[0039] In a preferred embodiment of the present invention, the natural fiber 130 includes natural raw fiber such as jute, hemp, cocos, flax, sisal etc. In a more preferred embodiment of the present invention, jute fiber is used as natural fiber 130. The jute fiber inherits properties such as low density, low abrasive properties, high strength and therefore good dimensional stability. [0040] In some embodiments of the present invention, the natural fiber may also be mixed with synthetic thermoplastic fiber, such as polypropylene ("PP"), polyethylene ("PE"), polylactic acid ("PLA"), or mixture thereof. Such a mixture of natural fibers and thermoplastic synthetic fiber can further enhance the stiffness and hardness of the thermoplastic composite 120.

[0041] Fig. 4 with reference to Figs.1 through 3 is a flow diagram illustrating a method

400 for manufacturing the thermoplastic composite 110. As shown in Fig. 4, the method 100 includes a number of steps, however, sequence of the method steps disclosed hereinafter are exemplary for the sake of understanding the invention for persons skilled in the art. The method 400 starts at step 402 and proceeds to step 404 where a collection of light weight thermoplastic flakes having low weight density is obtained and mixed together to form a thermoplastic matrix at step 406. Generally, the collection of light weight thermoplastic flakes may be obtained in a ready to use configuration from various sources (for example third party vendors) providing the recycled thermoplastic flakes. However, in some embodiments of the present invention, the collection of the thermoplastic flakes is obtained from a collection of thermoplastic material to be recycled using a method 500 as disclosed in Fig. 5. The method 500 starts at 502, and proceeds to 504 where a collection of thermoplastic material is received. The collection of thermoplastic material generally includes low weight density thermoplastic material mixed along with high weight density thermoplastic materials. At step 506, the collection of thermoplastic material received is sorted according to various factors such as type of material, color of material, or the like, and is then comminuted to form thermoplastic flakes of size preferably ranging between 3mm and 15mm at step 508. Thereafter at step 510, the thermoplastic flakes having higher weight density are separated from the thermoplastic flakes having lower weight density; preferably by means of centrifugal process, or by separation in water, such that the light weight thermoplastic flakes having a density lower than water is separated from the flakes having a density greater than water.

[0042] Looping back to method 400, at step 408, a core of unraveled natural fiber is provided which is mixed with the thermoplastic matrix. Generally, the core of unraveled natural fiber are raw fibers of materials already disclosed, having lengths generally ranging between 50 mm to 400 mm, preferably between about 150 mm to about 350 mm. In an embodiment of the present invention, the ratio by weight of the natural fiber and the thermoplastic flakes is 50:50. In another embodiment said ratio is 30:70. In another embodiment, the ratio by weight of the natural fiber and the thermoplastic flakes is 20:80. In yet another embodiment of the present invention, the ratio by weight of the natural fiber and the thermoplastic flakes is 10:90. The method then proceeds to step 410 where the mixture of the thermoplastic matrix and the core of natural fiber undergoes a webbing process, preferably, an air-lay process to form a homogeneously mixed web structure, or any process wherein a mixture of thermoplastic flakes and natural fibers may be established by means of exposing the materials to one or more air streams. The air-lay process may be performed, for example, on a Rando machine or Laroche machine, or any other machine, as already known in art. Alternatively, the webbing is performed using any known mechanism such as carding process, or the like.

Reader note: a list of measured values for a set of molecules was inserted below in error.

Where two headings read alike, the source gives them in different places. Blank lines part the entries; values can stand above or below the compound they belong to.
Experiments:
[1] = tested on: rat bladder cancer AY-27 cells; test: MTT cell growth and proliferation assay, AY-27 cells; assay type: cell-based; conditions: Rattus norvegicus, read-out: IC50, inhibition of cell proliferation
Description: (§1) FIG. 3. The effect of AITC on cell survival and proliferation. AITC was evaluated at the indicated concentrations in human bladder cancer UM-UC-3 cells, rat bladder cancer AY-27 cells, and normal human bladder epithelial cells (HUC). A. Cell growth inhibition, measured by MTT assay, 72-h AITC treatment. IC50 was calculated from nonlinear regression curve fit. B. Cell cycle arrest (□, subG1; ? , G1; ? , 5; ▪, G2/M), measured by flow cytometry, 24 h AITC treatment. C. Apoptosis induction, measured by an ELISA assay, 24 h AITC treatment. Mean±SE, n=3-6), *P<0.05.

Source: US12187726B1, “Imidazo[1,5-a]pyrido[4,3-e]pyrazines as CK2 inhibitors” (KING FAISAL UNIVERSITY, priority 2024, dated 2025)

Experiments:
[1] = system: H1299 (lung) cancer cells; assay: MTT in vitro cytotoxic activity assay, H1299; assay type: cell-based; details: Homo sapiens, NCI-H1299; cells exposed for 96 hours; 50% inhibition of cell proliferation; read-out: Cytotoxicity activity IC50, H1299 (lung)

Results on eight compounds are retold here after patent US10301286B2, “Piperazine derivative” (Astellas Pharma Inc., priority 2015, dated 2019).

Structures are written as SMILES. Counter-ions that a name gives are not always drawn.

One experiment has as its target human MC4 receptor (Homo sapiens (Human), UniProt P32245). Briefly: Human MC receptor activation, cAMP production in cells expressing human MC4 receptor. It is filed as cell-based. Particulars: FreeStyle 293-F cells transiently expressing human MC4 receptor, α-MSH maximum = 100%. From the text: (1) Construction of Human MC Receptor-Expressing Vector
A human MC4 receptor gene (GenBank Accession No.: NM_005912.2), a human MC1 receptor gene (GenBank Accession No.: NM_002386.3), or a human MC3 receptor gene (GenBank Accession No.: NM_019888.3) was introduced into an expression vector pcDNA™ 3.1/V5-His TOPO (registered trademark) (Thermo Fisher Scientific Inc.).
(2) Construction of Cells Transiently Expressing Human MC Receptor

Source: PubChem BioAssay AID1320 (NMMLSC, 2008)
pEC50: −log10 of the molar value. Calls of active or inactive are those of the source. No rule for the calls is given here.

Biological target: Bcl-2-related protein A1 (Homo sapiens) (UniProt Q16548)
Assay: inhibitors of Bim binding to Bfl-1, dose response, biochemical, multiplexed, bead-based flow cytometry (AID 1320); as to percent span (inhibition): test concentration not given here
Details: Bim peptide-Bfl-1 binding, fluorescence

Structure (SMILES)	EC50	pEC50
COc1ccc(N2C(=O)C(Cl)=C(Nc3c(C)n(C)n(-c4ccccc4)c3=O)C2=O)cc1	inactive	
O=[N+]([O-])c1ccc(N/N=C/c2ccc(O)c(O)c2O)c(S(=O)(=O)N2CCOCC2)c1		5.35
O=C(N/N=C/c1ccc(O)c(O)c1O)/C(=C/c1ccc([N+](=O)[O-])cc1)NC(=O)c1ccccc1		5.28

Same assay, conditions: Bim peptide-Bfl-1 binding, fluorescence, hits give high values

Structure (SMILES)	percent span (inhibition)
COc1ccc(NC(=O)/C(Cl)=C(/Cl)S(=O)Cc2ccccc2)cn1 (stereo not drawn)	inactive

[0043] Once the web structure of the blended mixture is formed, the method proceeds to an optional step 412 where the thermoplastic flakes having higher weight density, filtered out at the step 404 are uniformly spread on the web-structure of the blended mixture and is preceded to step 414. Alternatively, the method 400 proceeds directly from step 410 to step 414 where the web structure of the blended mixture is consolidated by heating using known mechanisms such as a thermoforming process. The thermoforming process used, preferably, is a thermo-bonding process in which the web structure obtained from the previous step is heated by passing through heated calendar rollers. Alternatively the consolidation may be performed by other heating mechanisms that may sufficiently raise the temperature within the web-structure so as to enable bond the thermoplastic materials to each other and to the natural fibers. Such mechanism may include, one of but not limited to heat pressing, vacuum molding, steam heating, microwave heating, or the like, already known in the art. The consolidated web-structure may then be converted into a thermoplastic composite 120 of desired thickness.

[0044] The method 400 further comprises an optional step 416 where two or more thermoplastic composite as according to steps 402 to step 414 are manufactured. Thereafter, the two or more thermoplastic composites are connected together in a layered structure to form a multi-layered thermoplastic composite as already disclosed with reference to Figs. 2 and 3. The layering may be done by using any of the conventionally known techniques such as one of but not limited to pressing, vacuum forming, gluing, welding, or the like. Further, each layer of the multilayer thermoplastic composite may be formed of similar or different thermoplastic material as according to the desired application and properties of the thermoplastic composite to be manufactured.